The Way of BeautyMary, Rose of the Church

As the Church approaches the final days of Advent, we rejoice, for the Lord is near. St. Anselm, Doctor of the Church and Archbishop of Canterbury (12th c), presents the Church with soaring prose about the Mother of the Word Incarnate in relation and juxtaposition to God the Father:

Through Mary, God made himself a Son, not different but the same,
by nature Son of God and Son of Mary.
The whole universe was created by God, and God was born of Mary.
God created all things, and Mary gave birth to God.
The God who made all things gave himself form through Mary, and thus he made his own creation.
He who could create all things from nothing would not remake his ruined created without Mary.
(From a sermon by St. Anselm, Office of Reading, Feast of the Immaculate Conception, Liturgy of the Hours I, 1229.)

Anselm continues praising the Father’s marvels from eternity and Mary’s wonders in time.

God then, is the Father of the created world and Mary the mother of the re-created world.
God is Father by whom all things were given life, and
Mary, the mother through whom all things were given new life.
For God begot the Son, through whom all things were made, and
Mary gave birth to him as the Savior of the world.
Without God’s
Son, nothing could exist; without Mary’s Son, nothing could be redeemed.

Prior to Gabriel's announcement, Mary was already betrothed to Joseph and together they had planned their future.  Both were favored by the Lord.  Yet, God would transform their personal designs into a larger and lovelier mosaic. Mary, followed by Joseph, said yes to the divine plan, and both assumed their respective roles in salvation history.  Consider in amazement:  creation was redeemed through Mary’s yes; without it, nothing would be redeemed. It is no wonder that Mary is so highly venerated in the Church. 

Mary is the “Theotokos,” the God-bearer, by the power of the Holy Spirit.  Mary mirrored God before God mirrored her.  Despite her singular role in salvation history, Mary’s holiness is entirely accessible because it is rooted in reality.  Hers was not a blind or naive faith, but a faith that was intelligent, knowing, and total.  She went about her day=s work–ordinary and commonplace.  There she found God in the sacrament of the present moment.  She bore fruit, and that fruit was the fruit of her womb, the Messiah of the world.

Mary and the Rose

In Marian art forms, Mary and the rose are closely linked, for the rose is a flower of rare beauty.  Mary is “the Rose-Tree who bears Christ, the Rose-Blood-red” the Rose of Sharon (Song of Songs 2:1).  The experience of contemplating a rose is partly sensory and partly cognitive. A rose reveals its beauty mainly because it scents the atmosphere with its fragrance.  But the rose also attracts by its color, texture, and conspicuous form.  It captures the attention and gives pleasure and deep satisfaction.  Even the blind derive pleasure from its beauty. As one is drawn to the rose and is overwhelmed by it, the whole person grasps its beauty.  One enjoys it, loves it, and exclaims:  “How, beautiful!”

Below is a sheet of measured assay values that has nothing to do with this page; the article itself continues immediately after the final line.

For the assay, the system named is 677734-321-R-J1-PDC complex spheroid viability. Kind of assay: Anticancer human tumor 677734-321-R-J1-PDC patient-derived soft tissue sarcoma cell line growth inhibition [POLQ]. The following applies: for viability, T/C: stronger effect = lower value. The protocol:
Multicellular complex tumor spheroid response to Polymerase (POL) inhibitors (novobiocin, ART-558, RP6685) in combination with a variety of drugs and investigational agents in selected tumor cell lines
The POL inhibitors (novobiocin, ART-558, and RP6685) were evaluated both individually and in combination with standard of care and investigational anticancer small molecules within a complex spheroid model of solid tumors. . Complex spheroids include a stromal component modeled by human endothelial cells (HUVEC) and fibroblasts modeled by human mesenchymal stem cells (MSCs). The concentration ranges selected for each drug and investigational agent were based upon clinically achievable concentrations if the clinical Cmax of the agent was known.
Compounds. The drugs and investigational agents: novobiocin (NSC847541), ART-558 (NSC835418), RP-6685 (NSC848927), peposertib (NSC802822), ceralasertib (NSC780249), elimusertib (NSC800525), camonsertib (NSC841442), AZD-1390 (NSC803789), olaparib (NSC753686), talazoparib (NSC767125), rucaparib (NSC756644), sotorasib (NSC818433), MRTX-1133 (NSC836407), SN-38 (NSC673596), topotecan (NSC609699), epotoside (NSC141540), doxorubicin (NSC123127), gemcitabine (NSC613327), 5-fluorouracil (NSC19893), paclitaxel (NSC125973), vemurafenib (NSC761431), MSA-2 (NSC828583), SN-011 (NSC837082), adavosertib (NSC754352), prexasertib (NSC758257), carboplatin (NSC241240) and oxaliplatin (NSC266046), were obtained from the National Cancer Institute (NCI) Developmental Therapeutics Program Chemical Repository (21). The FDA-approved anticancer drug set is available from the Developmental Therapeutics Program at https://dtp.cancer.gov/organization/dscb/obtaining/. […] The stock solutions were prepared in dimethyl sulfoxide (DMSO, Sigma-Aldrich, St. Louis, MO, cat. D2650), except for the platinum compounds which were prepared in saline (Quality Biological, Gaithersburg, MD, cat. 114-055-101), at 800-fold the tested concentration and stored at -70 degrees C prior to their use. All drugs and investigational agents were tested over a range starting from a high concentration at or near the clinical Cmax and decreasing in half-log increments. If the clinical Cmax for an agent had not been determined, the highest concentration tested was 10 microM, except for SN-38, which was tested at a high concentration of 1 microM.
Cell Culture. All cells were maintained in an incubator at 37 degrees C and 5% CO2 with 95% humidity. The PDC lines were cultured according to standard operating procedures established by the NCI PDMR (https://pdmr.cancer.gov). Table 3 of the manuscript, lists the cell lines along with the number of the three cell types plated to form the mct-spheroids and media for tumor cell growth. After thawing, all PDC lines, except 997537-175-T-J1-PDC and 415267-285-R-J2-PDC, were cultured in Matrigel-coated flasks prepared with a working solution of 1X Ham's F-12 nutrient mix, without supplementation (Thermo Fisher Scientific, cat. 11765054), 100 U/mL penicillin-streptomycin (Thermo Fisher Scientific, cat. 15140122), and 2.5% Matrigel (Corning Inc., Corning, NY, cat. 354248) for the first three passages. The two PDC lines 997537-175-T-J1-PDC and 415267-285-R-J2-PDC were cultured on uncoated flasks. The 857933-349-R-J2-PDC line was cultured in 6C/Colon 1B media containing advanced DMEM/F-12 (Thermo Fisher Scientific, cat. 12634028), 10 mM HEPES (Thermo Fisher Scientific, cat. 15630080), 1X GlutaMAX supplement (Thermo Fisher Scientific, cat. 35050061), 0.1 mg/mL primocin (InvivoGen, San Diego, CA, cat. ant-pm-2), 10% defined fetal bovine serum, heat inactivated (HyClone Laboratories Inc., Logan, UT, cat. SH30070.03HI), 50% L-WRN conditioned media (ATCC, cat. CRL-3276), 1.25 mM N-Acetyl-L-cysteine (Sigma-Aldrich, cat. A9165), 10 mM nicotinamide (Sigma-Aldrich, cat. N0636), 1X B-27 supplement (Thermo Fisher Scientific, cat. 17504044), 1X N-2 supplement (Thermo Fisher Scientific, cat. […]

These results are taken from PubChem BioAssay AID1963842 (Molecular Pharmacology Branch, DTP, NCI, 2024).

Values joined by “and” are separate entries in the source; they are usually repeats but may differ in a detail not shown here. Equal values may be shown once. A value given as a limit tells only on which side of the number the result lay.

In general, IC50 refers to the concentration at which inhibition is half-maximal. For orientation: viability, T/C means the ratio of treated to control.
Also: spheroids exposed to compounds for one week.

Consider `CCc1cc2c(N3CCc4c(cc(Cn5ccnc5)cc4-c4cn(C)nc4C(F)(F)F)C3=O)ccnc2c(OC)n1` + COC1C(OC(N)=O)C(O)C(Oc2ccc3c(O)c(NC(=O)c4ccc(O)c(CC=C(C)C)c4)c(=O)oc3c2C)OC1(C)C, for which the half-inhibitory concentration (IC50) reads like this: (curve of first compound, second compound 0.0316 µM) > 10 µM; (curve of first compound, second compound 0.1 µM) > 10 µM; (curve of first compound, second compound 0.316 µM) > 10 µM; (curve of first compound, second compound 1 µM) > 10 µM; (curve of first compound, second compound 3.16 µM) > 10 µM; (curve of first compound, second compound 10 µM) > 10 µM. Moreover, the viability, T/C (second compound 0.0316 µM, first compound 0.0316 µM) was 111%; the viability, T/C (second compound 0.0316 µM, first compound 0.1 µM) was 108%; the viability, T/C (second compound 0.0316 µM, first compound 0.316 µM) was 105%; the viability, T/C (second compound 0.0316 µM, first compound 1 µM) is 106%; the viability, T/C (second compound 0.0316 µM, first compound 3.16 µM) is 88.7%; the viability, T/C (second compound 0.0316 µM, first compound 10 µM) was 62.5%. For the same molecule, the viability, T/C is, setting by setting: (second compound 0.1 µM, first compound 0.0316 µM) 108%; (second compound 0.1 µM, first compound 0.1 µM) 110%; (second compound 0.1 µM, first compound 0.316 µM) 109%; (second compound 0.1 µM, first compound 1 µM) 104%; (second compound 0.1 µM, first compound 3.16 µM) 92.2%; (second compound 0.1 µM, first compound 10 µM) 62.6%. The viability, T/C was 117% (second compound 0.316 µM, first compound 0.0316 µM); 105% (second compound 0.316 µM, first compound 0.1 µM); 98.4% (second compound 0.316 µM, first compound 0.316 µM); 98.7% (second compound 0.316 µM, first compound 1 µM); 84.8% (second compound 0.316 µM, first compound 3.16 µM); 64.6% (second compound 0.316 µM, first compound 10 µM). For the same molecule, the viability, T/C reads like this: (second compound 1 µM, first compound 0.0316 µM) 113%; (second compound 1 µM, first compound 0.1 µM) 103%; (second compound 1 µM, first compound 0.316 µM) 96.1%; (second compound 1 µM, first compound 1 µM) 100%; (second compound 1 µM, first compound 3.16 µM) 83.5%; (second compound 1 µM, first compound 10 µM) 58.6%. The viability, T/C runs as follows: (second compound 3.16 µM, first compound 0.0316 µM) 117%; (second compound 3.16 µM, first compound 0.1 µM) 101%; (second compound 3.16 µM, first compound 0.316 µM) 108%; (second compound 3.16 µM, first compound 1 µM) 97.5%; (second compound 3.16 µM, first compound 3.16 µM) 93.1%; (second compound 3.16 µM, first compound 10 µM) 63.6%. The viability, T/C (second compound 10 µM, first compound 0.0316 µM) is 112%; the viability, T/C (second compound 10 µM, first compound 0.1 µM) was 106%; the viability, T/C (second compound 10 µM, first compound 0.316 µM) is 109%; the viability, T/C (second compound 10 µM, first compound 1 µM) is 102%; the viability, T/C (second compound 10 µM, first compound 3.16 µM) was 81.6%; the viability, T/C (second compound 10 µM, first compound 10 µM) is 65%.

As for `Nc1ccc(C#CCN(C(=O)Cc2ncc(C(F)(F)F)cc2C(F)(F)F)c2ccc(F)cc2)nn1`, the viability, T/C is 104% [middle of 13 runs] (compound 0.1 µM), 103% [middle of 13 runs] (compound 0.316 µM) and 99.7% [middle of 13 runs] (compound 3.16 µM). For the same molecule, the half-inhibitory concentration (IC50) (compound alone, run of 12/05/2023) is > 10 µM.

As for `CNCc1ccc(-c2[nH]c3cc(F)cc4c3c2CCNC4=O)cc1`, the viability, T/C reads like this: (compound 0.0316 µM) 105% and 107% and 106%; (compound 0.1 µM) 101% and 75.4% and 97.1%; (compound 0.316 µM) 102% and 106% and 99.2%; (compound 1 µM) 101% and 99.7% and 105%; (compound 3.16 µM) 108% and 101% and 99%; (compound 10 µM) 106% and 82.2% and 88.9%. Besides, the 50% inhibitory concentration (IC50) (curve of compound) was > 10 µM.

Mary is the most beautiful rose in the garden of the Church because her life exudes ‘the odor of sanctity.’  This phrase, used so often in ascetical theology, may be described as the fragrance proceeding from the person, clothing, or domicile of a saint during life or after death.  It means a reputation for goodness. Ascetical theology also documents that sainted people have emitted pleasant fragrances during their lifetime or at death.  These sweet odors resemble those of the rose, or violet, orange-blossom, cinnamon, or musk. St. Paul links holiness in Christ to the image of a fragrant aroma:

. . . Christ, through us, spreads in every place the fragrance that comes from knowing him.
For we are the aroma of Christ to God among those who are being saved
and among those who are perishing,
to the one a fragrance from death to death, to the other a fragrance from life to life (2 Cor 2:14-16)

Similarly, Mahatma Gandhi compares the scent of a rose to the gospel of Christ and to a Christian life:

Let your life speak to us even as the rose needs no speech but simply spreads its perfume.
That is the secret of the rose.
But the Gospel that Jesus preached is much more subtle and fragrant than the gospel of the rose.
If the rose needs no agent, much less does the Gospel of Christ.

The following hymn, one of the richest in Marian hymnography, is here offered for reflection: 

Mary the Dawn, Christ the perfect Day;
Mary the Gate, Christ the Heav=nly Way!
Mary the Root, Christ, the Mystic Vine;
Mary the Grape, Christ the Sacred Wine!

May the Wheat-Sheaf, Christ the Living Bread
Mary the Rose-Tree, Christ the Rose-Blood-red.
Mary the Font, Christ the Cleansing Flood;
Mary the Chalice, Christ the Saving Blood!

Mary the Temple, Christ the Temple’s Lord;
Mary the Shrine, Christ the God adored.
Mary the Beacon, Christ the Haven’s Rest;
Mary the Mirror, Christ the Vision Blest!
Mary the Mother, Christ the Mother’s Son.
Both ever blest while endless ages run.

Father Daniel Berrigan’s poem, “Credentials,” which describes the essence of the rose, summarizes the reflections of St. Anselm, Mahatma Gandhi, and Marian hymnography:

More in The Way of Beauty

So the rose is its own credential, a certain
unattainable form: wearing its heart visibly,               
it gives us heart too: bud, fulness and fall.

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